On April 1, in his speech in Wardha, Maharashtra – and there are many similar examples – Modi exhorted voters to defeat the Congress because the party, according to him, had hurt Hindus by “coining the term Hindu terror”.
Modi said: “…They have sought to mark the crores of this country with the stain to Hindu terrorism. You tell me…when you heard the term Hindu terror, were you not gravely hurt?”
There can be no more direct appeal to religion and religious differences than this, short of saying: “I am Hindu, Rahul Gandhi is for Muslims. You are Hindus, vote for me.”
The Representation of People Act states: “Indulgence in any activity which may aggravate existing differences or create mutual hatred or cause tension between different castes and communities, religious or linguistic” is a punishable “corrupt practice”, and an “appeal to caste or communal feeling for securing votes…” is in addition an “electoral offence”.
In the same speech Modi, in characteristic style, also said that Congress president Rahul Gandhi had chosen to stand from Wyanand because the “majority is in a minority” in that Kerala constituency. With this, he repeated a powerful BJP canard made many times and in many different ways since 2013, that the Congress was a “Muslim party”.
Commission falls short
After the 2014 election, no one was in any doubt about the challenge the BJP posed during elections. In 2014, the Election Commission could, to a certain extent, legitimately claim to have been overwhelmed by the scale of the challenge.
But in the intervening five years, the nature of the polarising campaigns the BJP runs, and the insouciance with which it violates laws governing the conduct of elections has been normalised.
An Election Commission that was intent on doing its job would have strengthened the mechanisms to deal with the myriad violations – which are amplified uncountable times through repetition on television and social media.
But the Election Commission has chosen not to.
The Commission’s conduct is not merely a weak-kneed bureaucratic response as has been argued since 2013 and through the last five years during which campaigns for state elections have scraped the bottom of the barrel.
Its decisions, especially over the last month, seem to be a calculated series of actions to signal that Chief Election Commissioner Sunil Arora and Election Commissioners Ashok Lavasa and Sushil Chandra do not feel bound to maintain even the appearance of neutrality where Modi is concerned and are unmoved by the opprobrium of their peers or public revulsion at their actions.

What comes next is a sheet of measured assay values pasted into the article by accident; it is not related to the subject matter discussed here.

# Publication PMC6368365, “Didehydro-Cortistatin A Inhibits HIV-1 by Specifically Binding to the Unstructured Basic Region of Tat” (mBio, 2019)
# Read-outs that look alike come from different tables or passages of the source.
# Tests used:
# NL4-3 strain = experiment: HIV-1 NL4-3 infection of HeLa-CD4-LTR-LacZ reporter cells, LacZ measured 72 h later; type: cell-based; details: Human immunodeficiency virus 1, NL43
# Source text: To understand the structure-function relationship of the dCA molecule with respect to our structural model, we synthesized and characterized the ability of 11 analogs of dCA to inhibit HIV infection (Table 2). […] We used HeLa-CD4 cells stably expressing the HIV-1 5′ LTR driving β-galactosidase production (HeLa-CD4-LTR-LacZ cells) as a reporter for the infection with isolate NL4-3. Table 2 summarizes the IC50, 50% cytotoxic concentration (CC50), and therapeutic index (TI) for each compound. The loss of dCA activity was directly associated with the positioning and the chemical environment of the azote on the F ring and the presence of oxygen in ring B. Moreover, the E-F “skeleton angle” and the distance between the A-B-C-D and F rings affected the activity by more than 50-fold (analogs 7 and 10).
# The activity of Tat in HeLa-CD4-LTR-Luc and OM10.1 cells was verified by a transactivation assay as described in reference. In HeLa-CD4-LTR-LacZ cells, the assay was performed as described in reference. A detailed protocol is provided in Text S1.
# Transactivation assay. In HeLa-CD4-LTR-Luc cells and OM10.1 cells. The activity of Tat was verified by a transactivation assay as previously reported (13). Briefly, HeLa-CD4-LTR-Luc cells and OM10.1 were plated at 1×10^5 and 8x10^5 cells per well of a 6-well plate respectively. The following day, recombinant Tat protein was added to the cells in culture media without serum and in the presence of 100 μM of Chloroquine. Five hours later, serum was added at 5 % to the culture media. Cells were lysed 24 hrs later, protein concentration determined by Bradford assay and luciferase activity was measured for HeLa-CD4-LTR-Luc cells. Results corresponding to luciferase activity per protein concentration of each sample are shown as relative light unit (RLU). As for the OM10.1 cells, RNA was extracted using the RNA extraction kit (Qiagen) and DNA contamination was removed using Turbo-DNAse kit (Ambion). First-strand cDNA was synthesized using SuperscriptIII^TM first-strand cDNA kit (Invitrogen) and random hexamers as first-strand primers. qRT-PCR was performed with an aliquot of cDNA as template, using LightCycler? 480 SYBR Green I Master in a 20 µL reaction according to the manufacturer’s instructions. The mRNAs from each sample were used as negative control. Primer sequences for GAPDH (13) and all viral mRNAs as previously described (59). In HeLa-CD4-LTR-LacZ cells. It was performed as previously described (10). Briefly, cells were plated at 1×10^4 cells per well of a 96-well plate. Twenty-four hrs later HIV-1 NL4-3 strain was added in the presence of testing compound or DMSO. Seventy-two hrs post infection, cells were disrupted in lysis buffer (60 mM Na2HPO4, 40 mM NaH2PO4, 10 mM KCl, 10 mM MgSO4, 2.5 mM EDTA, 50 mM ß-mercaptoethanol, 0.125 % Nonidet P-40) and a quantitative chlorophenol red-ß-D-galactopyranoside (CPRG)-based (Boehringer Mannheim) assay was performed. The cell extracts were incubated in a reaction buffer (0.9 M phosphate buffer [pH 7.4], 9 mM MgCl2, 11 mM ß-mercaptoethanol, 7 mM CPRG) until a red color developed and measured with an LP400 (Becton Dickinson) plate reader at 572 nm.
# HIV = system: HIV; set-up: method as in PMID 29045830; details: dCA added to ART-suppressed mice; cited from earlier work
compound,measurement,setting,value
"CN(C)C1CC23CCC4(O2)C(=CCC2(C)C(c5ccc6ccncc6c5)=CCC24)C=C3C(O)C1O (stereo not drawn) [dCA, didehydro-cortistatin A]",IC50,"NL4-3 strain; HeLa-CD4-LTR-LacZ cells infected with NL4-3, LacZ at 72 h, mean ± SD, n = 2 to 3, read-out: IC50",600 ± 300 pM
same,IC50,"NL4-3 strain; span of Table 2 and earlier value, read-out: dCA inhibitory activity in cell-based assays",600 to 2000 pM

There can be only two reasons for this: either they are either committed to Narendra Modi and his ideological agenda or they fear the vindictiveness of the Modi-BJP.
Erosion of trust
The Election Commission is a rare Indian institution that has, at least since the 1990s, enjoyed enormous public trust. Even the recent uncertainties over the trustworthiness of electronic voting machines, and the lacunae in updated electoral rolls have not visibly dented the faith Indians have in the commission.
This is trust built on the work of commissioners past, and an election machine that to a large extent has curtailed many egregious electoral malpractices.
In a country of India’s population, size and complexity, just the conduct of largely free and fair elections is a laudable achievement. The temporary army of officials, deputed from all branches of the government, who draw their powers from the Election Commission and are accountable to it, ensure it is so.
When the commissioners themselves debase the powers of the institution they lead, they compromise the work of the millions of officials, and undermine its credibility. When commissioners disregard the opinion of their senior officials on the ground, as they have done with the complaints against Modi in Maharashtra, they send an unequivocal message – there is discretion in how election norms are to be implemented; its okay to be corrupt.
On Thursday, the Supreme Court once again directed the Election Commission to act on the remaining complaints against Modi and BJP president Amit Shah by May 6.
Over the next few days, we will see if the Chief Election Commissioner and the Election Commissioners display a modicum of concern for the credibility of the institution they lead or if they confirm that they are comfortable with corrupting an institution for ideological reasons or because they do not have it in them to stand up to a powerful political bully.